The Benefits of Prolonging Breastfeeding
In this article, you'll find all the benefits that prolonging breastfeeding offers to the child, both physically and emotionally.
In some cultures, prolonging breastfeeding is normalized and it’s common for it to last for several years. However, in Western countries, it’s not so common and, sometimes it’s even frowned upon.
In many cases, the mother who decides to continue breastfeeding beyond one year faces rejection by society. She also has to deal with comments from family, friends, and health personnel, which can be very painful.
What’s prolonged breastfeeding?
Prolonging breastfeeding refers to breastfeeding beyond the first year. In any case, the language we use on certain occasions should be taken into account in order to normalize an act.
Actually, referring to this act as “prolonging breastfeeding” can give rise to misunderstandings, as it gives the impression that a mother is breastfeeding her child for longer than what’s considered usual or normal. However, it shouldn’t be understood that way. In this regard, you should know that breastfeeding is equally valid and beneficial both at three months and three years, without distinctions of any kind.
Discover the benefits of prolonging breastfeeding
The benefits of breastfeeding are endless, but the longer it lasts, the greater the benefits can be. Moreover, these advantages aren’t only for the baby, but also for the mother. We’ll tell you what they are below.
The benefits of prolonging breastfeeding for babies
These are some of the benefits that your baby will have from prolonged breastfeeding:
- Continued reinforcement of the immune system.
- Prevents cardiovascular diseases.
- Prevents childhood obesity and also in adulthood.
- Prolonging breastfeeding provides a bond with the mother that offers security and comfort.
- It provides emotional advantages.
Studies showing the emotional benefit of prolonging breastfeeding
Prolonged breastfeeding is related to lower anxiety scales in adults, according to Bushnell (1977) and Hawkins (1975). In addition, according to Baumgartner (C. 1984), breastfeeding contributes to a gradual transition to childhood, as it helps to alleviate frustrations, shocks, and daily stresses.
A study done specifically with infants with prolonged breastfeeding showed greater social adjustment and lower behavioral disorder tendencies in regard to longer duration of breastfeeding (Ferguson, 1987).
Children with greater attachment in infancy didn’t exhibit behaviors associated with fear of abandonment when their mothers left the room. The children accepted separation because they knew that their mother would be accessible in case they needed her. In contrast, women who breastfed for less time had children who cried more when separated from them (Stayton, 1973).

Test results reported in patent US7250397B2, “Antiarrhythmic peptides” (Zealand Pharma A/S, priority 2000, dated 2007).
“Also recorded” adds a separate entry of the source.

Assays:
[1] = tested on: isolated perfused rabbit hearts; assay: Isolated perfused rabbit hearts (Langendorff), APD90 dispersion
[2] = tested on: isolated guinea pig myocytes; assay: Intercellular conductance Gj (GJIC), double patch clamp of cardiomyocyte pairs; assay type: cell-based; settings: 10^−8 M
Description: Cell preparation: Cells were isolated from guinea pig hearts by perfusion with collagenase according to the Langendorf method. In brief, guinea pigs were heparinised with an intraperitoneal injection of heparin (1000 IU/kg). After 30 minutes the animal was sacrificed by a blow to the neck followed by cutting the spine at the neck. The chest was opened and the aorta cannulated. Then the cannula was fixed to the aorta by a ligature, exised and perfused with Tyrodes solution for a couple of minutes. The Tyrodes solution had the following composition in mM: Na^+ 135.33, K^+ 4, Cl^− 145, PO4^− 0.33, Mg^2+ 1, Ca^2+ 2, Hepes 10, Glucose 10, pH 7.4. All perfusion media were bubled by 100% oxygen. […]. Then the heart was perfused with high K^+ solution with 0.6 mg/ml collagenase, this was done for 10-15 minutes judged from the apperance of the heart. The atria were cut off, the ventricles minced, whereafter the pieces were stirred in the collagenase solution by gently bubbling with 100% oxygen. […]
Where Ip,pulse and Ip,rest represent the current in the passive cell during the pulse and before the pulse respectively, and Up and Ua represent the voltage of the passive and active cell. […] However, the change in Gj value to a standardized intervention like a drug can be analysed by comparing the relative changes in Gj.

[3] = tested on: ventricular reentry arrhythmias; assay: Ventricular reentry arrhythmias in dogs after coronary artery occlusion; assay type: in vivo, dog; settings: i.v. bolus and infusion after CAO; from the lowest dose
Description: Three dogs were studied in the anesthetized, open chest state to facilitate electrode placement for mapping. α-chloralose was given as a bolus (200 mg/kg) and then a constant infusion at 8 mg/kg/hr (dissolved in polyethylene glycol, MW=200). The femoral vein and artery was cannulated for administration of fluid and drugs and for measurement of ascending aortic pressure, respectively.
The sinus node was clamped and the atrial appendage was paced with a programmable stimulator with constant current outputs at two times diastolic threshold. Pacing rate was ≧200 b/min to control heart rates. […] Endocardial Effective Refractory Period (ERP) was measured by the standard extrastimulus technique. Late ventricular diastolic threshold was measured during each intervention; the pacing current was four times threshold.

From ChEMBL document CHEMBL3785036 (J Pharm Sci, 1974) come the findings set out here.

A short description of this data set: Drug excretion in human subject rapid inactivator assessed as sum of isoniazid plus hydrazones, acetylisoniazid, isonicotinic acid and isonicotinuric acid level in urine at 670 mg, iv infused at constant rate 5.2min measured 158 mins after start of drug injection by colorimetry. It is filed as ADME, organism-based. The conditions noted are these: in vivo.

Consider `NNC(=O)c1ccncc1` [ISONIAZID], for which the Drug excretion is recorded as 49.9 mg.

Benefits for the mother
The mother will also enjoy advantages if she practices prolonged breastfeeding.
- It protects the mother from breast cancer, ovarian cancer, and endometrial cancer.
- It reduces the risk of osteoporosis.
- It reduces the risk of type 2 diabetes.
When to wean
The duration of lactation is until the mother or the baby decides. The Pan American Health Organization (PAHO) recommends breastfeeding, at least, until the child is 2 years old. In addition, it must be exclusive during the first six months.
Natural weaning usually occurs between 2 and a half and 7 years of age, so the average is around 4 years of age. When we talk about older children, the emotional bonding provided by breastfeeding becomes much more important. This is because it provides the child with the security and comfort they need.
Myths about prolonging breastfeeding
As we mentioned at the beginning of the article, nowadays, we can still find mothers who talk about the rejection they’ve experienced from society when they decided to breastfeed their child over one year old.
We may hear comments claiming, for example, that after six months of age, milk doesn’t nourish as much, which is totally false. We can also find the belief that prolonging breastfeeding creates an excessive dependence of the baby on the mother.
However, to raise independent, secure, and emotionally stable adults, we must first provide everything they need during the highly dependent infancy stage.